in voting pattern, influenced by even a weak wave
of sympathy in favour of Jayalalitha, would help.
However, questions remain on the possibility of the
Governor inviting Jayalalitha to form a government, if
and when the alliance won. Jayalalitha aides count
on a 'popular mandate' as cause enough for her being
invited to form a government.
Ramadoss went a step further to say that Jayalalitha could become
a legislator within the mandated six months after becoming chief minister.
According to this camp, the Governor is duty-bound to
invite Jayalalitha to form a government, if elected
leader by a majority of MLAs. They cited a Supreme Court judgement in
the Assembly dissolution case, when the Janata
Party Government of the late prime minister, Morarji
Desai, dismissed nine Congress state governments and
dissolved their assemblies. A nine-judge
constitution bench of the Supreme Court upheld the
Centre's decision, which, it argued, was based on
the people's mandate in the post-Emergency Lok Sabha
polls of 1977.
However, others stated that the
question involved the 'pleasure of the governor' to
invite a person to become chief minister. Just as it
could not be a subjective decision of the governor on
matters of majority, it could not be so, either on
matters of basic principles.
They referred to the observations of Dr B R Ambedkar, chairman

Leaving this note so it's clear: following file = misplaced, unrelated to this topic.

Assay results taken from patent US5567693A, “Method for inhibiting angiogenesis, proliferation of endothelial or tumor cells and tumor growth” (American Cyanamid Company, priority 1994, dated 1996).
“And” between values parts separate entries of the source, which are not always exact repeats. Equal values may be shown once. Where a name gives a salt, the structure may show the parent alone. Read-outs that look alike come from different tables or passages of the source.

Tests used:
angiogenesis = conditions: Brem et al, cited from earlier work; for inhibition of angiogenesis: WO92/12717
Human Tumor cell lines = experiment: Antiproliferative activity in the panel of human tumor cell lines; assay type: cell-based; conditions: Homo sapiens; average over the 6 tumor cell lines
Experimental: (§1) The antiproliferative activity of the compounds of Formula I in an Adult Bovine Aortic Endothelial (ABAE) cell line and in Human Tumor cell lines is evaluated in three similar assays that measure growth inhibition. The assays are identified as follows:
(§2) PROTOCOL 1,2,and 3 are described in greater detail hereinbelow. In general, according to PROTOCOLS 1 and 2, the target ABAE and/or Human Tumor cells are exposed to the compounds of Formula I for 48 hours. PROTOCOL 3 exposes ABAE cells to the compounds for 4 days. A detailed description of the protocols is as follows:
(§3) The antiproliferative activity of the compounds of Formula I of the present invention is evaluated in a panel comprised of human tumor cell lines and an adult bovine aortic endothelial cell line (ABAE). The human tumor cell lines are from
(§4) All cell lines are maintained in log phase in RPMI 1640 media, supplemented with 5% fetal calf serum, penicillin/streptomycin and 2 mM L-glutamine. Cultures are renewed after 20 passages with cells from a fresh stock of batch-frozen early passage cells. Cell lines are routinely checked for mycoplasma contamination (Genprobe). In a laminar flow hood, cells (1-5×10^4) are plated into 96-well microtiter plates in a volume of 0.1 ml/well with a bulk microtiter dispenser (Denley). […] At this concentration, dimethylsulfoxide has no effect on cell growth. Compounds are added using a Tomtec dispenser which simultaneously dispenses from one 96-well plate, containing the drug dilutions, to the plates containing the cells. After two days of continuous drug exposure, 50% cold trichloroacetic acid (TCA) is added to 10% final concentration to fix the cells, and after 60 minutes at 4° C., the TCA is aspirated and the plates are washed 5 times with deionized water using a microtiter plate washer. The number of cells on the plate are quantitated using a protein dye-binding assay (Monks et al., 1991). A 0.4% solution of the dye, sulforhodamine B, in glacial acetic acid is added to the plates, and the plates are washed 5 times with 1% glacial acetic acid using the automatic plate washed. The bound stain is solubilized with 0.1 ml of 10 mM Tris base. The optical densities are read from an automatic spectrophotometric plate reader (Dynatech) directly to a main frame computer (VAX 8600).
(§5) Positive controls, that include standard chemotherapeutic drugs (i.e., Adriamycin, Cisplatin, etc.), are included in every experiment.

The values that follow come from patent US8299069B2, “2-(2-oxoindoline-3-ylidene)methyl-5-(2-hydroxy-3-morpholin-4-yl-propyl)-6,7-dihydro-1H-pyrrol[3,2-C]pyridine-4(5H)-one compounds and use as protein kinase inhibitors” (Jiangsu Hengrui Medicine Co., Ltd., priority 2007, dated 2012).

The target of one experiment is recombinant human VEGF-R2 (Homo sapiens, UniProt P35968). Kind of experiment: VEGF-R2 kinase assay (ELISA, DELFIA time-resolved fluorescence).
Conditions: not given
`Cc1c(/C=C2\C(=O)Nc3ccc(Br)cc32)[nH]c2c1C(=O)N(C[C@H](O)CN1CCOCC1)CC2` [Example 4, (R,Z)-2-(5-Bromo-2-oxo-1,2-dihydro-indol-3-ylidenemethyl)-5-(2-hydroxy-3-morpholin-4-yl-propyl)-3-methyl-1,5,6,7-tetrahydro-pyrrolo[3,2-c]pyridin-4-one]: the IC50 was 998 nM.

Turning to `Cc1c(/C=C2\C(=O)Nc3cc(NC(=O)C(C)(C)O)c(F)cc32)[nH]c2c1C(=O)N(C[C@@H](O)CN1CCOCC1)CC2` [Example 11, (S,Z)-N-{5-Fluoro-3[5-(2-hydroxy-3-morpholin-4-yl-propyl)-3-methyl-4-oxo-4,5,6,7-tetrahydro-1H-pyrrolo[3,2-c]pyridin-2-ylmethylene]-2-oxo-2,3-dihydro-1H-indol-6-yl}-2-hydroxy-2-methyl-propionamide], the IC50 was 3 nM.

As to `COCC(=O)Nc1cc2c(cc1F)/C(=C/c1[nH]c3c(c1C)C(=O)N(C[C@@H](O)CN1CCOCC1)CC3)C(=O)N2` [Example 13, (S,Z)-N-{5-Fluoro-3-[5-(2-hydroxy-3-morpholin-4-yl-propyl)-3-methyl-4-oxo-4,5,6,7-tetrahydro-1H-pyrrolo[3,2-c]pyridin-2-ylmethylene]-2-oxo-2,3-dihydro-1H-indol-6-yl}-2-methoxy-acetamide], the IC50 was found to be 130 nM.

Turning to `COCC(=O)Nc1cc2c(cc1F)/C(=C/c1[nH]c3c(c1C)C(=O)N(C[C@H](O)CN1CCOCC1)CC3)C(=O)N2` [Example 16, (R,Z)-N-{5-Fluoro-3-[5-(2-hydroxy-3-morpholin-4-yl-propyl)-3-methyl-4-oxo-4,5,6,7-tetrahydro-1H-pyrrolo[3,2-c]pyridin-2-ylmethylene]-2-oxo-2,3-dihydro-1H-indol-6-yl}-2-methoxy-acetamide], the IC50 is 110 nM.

of the Drafting Committee, when the constituent
assembly discussed the 'dismissal of state
According to Ambedkar, the President or Governor had to look not only into the
majority that a minister enjoyed in the legislature, but also into the 'legality' of such
appointments and continuance. If a person is not
qualified to contest elections on the basis of a court
conviction that had not been suspended, it would also
flow that such a person could not hold a more
substantive post like chief ministership, which should be based on his becoming a legislature.
To them, the six-month period offered for ministers to
become legislators should be seen as an exception. As they further note, any exception could lead to a scheme of constitutional dictatorship, whereby a person could continue to be a
chief minister or prime minister for most of five
years, without being responsible to the legislature by
quitting office at the turn of every six months,
to circumvent provisions of the law.
That certainly was not the intent or purpose of the
founding fathers, or of the constitutional scheme of
things, they argue.
The sources also refer to recent resignations of Buta Singh and then AIADMK leader
Sedapatti R Muthiah from the Union Cabinet, after
charges were framed against them in criminal
But, says the AIADMK camp, these resignations
were not mandatory under law, but only flowed from
the Bharatiya Janata Party's leadership's exigency to maintain the 'Mr Clean' image of Prime Minister A B Vajpayee, pointing
out, how the latter continued to be looking the other
way when his party ministers were known to be
involved in the Ayodhya demolition case, without